Systemic factors that perpetuate smoking among community and institutionalised public mental health service populations

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Date
2001
Authors
Lawn, Sharon Joy
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Abstract
Despite a vast body of research on smoking, quit rates for people with a concurrent mental illness remain extremely low. Research has established that these groups smoke more heavily, for more years and in greater proportions than the general population - up to 90% compared with 25% respectively. This thesis reports on the findings of a study investigating the barriers to quitting among community-based and institutionalised psychiatric populations. Participants were drawn from the four diagnostic categories of schizophrenia, bipolar affective disorder, major depression and borderline personality disorder. Interviews were performed with smokers from each diagnostic group as well as with clients who had successfully quit smoking. Multi-disciplinary staff from community and inpatient mental health services were also interviewed. Participant observation of inpatient settings and community hostels completed the triangulation of method.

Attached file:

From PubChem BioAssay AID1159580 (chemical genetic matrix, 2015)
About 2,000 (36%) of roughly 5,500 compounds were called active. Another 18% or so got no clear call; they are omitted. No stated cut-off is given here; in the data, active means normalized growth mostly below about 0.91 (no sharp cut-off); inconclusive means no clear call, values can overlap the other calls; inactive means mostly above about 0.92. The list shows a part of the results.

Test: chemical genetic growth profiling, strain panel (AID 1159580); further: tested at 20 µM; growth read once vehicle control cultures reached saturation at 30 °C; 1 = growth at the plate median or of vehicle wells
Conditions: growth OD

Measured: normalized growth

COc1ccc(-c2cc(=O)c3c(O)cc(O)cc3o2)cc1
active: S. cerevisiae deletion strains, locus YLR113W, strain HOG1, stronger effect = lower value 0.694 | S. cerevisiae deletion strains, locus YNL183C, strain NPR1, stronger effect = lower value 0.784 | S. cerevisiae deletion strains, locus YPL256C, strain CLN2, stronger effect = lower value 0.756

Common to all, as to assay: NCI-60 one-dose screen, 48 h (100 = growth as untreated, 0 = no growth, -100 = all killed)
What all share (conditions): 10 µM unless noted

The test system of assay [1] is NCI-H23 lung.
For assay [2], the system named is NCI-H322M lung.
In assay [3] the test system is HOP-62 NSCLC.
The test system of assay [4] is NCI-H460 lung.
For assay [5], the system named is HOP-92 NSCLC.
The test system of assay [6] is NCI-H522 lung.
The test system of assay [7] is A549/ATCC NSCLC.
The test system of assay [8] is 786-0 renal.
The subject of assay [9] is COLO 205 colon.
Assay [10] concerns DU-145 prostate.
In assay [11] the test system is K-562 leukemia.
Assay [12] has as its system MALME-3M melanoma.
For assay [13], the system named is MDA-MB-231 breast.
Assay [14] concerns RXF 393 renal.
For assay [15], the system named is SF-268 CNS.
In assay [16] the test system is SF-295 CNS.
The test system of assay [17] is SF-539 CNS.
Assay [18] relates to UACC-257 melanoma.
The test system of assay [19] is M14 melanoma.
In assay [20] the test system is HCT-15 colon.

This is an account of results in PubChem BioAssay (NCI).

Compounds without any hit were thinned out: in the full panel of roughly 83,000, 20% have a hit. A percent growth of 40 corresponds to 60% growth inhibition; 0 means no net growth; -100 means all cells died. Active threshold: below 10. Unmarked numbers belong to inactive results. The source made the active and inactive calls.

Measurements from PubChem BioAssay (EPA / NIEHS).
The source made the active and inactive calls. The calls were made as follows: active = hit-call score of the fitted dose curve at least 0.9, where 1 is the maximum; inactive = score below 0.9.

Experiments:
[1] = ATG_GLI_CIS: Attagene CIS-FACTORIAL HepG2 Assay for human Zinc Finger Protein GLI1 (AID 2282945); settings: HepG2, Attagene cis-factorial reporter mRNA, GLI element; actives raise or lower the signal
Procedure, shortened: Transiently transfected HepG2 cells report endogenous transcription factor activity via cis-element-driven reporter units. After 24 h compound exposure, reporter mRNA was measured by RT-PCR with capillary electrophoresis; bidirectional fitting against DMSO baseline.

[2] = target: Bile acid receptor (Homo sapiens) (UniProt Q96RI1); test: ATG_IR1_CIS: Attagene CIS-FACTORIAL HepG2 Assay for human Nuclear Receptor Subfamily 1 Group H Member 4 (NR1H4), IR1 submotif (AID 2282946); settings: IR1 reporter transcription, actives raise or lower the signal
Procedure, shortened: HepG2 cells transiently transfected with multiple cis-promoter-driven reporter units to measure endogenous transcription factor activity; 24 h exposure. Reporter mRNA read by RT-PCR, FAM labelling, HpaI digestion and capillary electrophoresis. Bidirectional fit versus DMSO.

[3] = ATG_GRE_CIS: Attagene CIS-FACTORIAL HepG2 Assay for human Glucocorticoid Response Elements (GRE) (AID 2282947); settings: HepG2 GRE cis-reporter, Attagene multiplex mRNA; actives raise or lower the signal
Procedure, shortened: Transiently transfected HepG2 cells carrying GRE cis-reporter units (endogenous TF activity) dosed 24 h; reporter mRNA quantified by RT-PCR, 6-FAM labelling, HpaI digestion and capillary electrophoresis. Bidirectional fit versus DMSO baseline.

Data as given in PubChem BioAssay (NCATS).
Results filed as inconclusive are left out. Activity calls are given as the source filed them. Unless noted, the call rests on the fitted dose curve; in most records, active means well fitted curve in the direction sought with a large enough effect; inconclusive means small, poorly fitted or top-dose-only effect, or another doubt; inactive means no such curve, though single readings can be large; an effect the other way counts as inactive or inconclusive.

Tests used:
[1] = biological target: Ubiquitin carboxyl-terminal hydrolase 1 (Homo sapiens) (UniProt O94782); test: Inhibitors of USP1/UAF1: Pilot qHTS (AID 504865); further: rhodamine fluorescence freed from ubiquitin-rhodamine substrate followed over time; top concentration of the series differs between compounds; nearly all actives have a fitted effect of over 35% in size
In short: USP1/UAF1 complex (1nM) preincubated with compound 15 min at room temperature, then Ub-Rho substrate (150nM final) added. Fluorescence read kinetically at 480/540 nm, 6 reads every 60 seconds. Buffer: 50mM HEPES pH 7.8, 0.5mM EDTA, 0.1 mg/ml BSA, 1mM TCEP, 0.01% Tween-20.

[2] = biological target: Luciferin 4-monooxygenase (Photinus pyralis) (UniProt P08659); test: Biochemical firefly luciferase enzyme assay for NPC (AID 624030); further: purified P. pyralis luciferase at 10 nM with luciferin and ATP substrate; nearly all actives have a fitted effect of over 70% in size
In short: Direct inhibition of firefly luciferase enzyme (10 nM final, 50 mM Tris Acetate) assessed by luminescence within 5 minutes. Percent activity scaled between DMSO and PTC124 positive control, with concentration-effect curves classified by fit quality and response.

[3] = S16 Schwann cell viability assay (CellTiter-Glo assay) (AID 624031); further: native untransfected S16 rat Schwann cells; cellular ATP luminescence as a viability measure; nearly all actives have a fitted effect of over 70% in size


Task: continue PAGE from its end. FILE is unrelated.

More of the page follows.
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Keywords
Public health, Mental health, Smoking, Social issues
Citation
Lawn, S.J., 2001. Systemic factors that perpetuate smoking among community and institutionalised public mental health service populations. Unpublished PhD Thesis, Flinders University of South Australia, Adelaide, South Australia.